Wednesday, October 30, 2013

Packing for Two Months • A Modular Approach

Once we decided that we were going to take two months and travel around by car (more info on our road trip here), I began to worry. I am a very organized person in everyday life but I have done very little traveling and haven't developed any organizational schemes for that endeavor. Whenever we traveled, I was always rooting through suitcases trying to find X, and I often didn't. I knew I couldn't put up with two months of chaos so I started thinking and searching and looking for different packing schemes.

There were only two of us and no kids on this trip but we were going through many different climates and did hope to do some camping. We needed everything from beachwear to winter wear plus all the technology to keep my husband's business in touch. And we have a smaller sedan. The car was a given. It is a wonderful driving car and we didn't want to rent something that had more space but was less fun to drive. So I started thinking.  

I knew I want to use space efficiently and so suitcases were out. It is recommended to pack in duffles because they reshape to better fill the space, but duffles wouldn't work well for so much of what we needed. I started looking at soft-sided solutions always keeping in mind the size of our trunk. At some point in the process I thought soft-sided zippered coolers would work and I went looking. I couldn't find anything that was an appropriate size. They were all designed for 6 packs of beer. I happened to be doing the grocery shopping and realized how well reusable shopping bags filled my trunk. And then the light bulb snapped on. I considered using the reusable thermal bags with zipper tops available for almost nothing at my grocery store. It seemed like it might work even if they are bright green. I bought a few and did some test loads. The size was perfect.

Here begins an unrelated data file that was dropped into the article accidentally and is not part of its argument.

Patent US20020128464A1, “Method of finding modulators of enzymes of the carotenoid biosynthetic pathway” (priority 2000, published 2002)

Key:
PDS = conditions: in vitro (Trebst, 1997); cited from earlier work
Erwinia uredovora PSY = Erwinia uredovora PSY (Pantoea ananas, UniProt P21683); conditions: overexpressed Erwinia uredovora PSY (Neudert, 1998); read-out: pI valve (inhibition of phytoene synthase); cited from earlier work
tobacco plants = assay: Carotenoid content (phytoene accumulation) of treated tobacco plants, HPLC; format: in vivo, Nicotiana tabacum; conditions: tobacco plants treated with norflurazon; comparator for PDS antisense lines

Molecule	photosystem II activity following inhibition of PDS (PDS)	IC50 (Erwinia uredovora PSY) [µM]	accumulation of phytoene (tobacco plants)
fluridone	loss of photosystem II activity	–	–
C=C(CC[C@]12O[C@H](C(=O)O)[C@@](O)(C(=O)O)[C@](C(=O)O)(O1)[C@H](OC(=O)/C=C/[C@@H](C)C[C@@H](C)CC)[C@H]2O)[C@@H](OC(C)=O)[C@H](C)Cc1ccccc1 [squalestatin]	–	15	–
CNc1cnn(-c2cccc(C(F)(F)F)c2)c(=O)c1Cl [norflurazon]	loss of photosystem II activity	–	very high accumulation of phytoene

It seemed kind of funky but it really did look like the best way to fit the most stuff into our car in an organized fashion. And in the end, it worked extremely well - not perfect but much better than any other method I've tried. Here is the pile of stuff we had in the car snapped quickly, right after unpacking.

The basic pieces included: 
  • 13 green grocery bags each with an assigned theme
  • 5 clear storage boxes with snapping lids
  • 2 small duffles for daily clothing
  • Our classic travel haba (bath) bag
  • Car Refrigerator ( I'll post separately about this wonder)
  • Computer bag
  • In-car daily bag
  • Camping Equipment - tent 2 sleeping bags and 2 sleeping mats
And the car trunk looked like this when packed:

The plastic tubs were purchsed to fit on the backseat without obstructing the rearview mirror. The upper tubs held our clothes - we each had one. We would put a small portion of clothing into a small duffle to bring into the motel each night. Most of the clothes stayed in the car and we rotated it as the climate changed. The bottom tubs were extra space and in the end we mostly filled them before we left with incidentals. I did save some space for small treasures I might purchase along the way.

After deciding on a packing system I started my packing lists. This was a good month before departure day. Using a spreadsheet I listed various categories of things I would want packed together into one case. They were theme oriented so that there would be a chance we could locate the odd things like the binoculars when we needed them.  I lined green bags along the edge of the family room and started packing things. There was some adjustment if a category didn't fit in a bag, or if I could combine 2 into 1.

Here are the categories I ended up with: